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This page lists some common terms (also known as jargons) used in this document, along with definitions to help you understand them better.
A contributor is an individual who has performed any code-related activity during a given time period. Code-related activity includes any kind of activity started with a commit, issue, pull request, or changeset, as well as documentation work.
Contributors are identified as unique based on their LF SSO accounts (otherwise called LF IDs) or their source identities, using which they have been contributing. For example, if a contributor named Jon Snow has already claimed 3 different identities, each from GitHub, Gerrit, and Jira, they will be counted as one identity when computing contributors for the contributions coming from these sources and those 3 identities.
An active contributor is someone who is actively contributing to the code activities during a given time period.
A contributor who has been active in the last year but has not performed any coding activity in the last 6 months from any point of time within the given time period is called a drifting away contributor.
A contributor who contributed for the first time during the given time period.
A corporate contributor (also called an affiliated contributor) is an individual who is contributing code on behalf of an organization, i.e., who is affiliated with an organization other than Individual-No Account for the time period when the contribution was made. If a contributor has multiple organization affiliations, each organization will qualify as a contributing organization.
A contributor who has either chosen 'Individual-No Account' for their affiliation to the project (from Individual Dashboard) or has been assigned the 'Individual-No Account' affiliation for the project by a Community Manager or LF staff (Community Management) is called an Independent Contributor.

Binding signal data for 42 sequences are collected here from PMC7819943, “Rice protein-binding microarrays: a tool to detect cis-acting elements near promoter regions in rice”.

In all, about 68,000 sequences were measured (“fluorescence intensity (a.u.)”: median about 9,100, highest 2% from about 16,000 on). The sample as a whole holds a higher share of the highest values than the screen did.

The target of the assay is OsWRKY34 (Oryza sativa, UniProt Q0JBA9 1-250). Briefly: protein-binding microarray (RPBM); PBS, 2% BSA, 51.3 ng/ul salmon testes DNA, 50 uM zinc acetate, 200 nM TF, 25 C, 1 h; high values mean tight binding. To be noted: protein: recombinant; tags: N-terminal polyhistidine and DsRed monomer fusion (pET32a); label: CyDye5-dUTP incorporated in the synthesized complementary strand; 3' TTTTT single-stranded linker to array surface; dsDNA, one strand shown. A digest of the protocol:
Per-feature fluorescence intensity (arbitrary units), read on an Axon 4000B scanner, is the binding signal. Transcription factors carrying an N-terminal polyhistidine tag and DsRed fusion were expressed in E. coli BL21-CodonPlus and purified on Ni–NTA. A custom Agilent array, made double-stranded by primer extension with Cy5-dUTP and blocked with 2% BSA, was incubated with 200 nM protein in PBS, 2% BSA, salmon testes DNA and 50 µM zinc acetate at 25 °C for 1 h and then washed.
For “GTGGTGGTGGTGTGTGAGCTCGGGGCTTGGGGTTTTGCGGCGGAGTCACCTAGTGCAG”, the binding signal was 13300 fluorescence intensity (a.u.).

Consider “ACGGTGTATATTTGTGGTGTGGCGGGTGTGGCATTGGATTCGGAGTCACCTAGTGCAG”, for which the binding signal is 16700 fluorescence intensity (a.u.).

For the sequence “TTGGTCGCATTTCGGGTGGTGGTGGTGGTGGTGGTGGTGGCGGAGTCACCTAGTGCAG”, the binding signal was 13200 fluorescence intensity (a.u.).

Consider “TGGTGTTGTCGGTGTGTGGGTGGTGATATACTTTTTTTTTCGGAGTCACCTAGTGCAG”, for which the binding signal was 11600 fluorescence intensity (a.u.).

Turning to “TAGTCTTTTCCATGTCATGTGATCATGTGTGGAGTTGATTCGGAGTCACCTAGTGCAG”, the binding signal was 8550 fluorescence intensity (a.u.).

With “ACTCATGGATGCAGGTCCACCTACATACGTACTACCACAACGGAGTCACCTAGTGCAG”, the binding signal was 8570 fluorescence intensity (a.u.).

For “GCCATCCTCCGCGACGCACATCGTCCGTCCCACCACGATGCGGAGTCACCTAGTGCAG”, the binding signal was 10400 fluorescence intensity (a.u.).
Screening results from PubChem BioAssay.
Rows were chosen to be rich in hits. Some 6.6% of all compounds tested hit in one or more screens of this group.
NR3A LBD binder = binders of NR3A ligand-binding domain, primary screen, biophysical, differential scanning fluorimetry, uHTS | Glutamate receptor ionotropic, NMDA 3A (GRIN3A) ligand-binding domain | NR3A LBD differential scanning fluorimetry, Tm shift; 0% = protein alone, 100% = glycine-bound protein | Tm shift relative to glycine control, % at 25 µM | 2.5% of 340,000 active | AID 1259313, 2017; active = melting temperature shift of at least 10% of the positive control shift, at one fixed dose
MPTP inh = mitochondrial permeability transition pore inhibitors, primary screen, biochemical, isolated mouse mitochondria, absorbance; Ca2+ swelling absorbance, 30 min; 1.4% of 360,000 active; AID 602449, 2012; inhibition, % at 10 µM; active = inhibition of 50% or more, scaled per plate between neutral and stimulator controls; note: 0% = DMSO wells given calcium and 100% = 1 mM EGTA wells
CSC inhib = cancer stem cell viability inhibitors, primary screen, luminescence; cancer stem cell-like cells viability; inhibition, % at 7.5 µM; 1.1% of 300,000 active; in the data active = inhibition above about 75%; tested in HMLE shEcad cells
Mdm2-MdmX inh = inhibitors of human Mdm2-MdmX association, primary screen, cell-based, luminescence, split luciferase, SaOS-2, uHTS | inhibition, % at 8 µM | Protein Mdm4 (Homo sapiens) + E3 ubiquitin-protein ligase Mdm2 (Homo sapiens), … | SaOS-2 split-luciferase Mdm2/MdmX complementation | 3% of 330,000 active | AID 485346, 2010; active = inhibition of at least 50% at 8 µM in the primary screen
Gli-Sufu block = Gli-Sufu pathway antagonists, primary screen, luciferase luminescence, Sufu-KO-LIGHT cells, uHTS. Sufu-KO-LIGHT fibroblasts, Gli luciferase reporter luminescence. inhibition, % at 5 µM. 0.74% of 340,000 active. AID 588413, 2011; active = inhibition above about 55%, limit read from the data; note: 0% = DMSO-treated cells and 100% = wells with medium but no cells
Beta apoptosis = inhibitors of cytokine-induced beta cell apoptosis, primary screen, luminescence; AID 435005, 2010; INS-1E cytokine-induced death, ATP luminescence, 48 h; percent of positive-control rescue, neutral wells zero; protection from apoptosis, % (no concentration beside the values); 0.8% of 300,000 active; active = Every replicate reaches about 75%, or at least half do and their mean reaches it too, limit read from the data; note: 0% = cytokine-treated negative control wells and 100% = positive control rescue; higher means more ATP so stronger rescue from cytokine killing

A contributor whose organization affiliation to the project has either expired or is currently defaulted to 'Individual-No Account', i.e., the individual themselves have not provided any affiliation is termed as Unaffiliated Contributor.
An organization that is affiliated with an active contributor is called an Active Organization. During the selected time period, if a contributor has multiple affiliations, each organization will be treated as a contributing organization.
Members are organizations that join the Linux Foundation or any project of the Linux Foundation, such as Hyperledger, LFX Networking, CNCF, and so on. These organizations become LF members based on the membership tiers chosen by the organizations at the time of joining the Linux Foundation.
Member organizations (also called members) are the organizations that join the Linux Foundation or any project of the Linux Foundation, such as Hyperledger, LFX Networking, CNCF, and so on. These organizations become LF members based on the membership tiers chosen by the organizations at the time of joining as members.
A dashboard is a digital tool that displays data and metrics in a visual format to provide a quick overview of key information. Dashboards are commonly used in business settings to monitor performance, track progress toward goals, and identify trends. They typically include charts, graphs, tables, and other visualizations that make it easy to understand complex data. Dashboards can be customized to show different types of information depending on the user's needs, and often include features like filters, alerts, and drill-down capabilities. By providing a clear and concise view of critical data, dashboards help users make informed decisions and take action based on real-time information.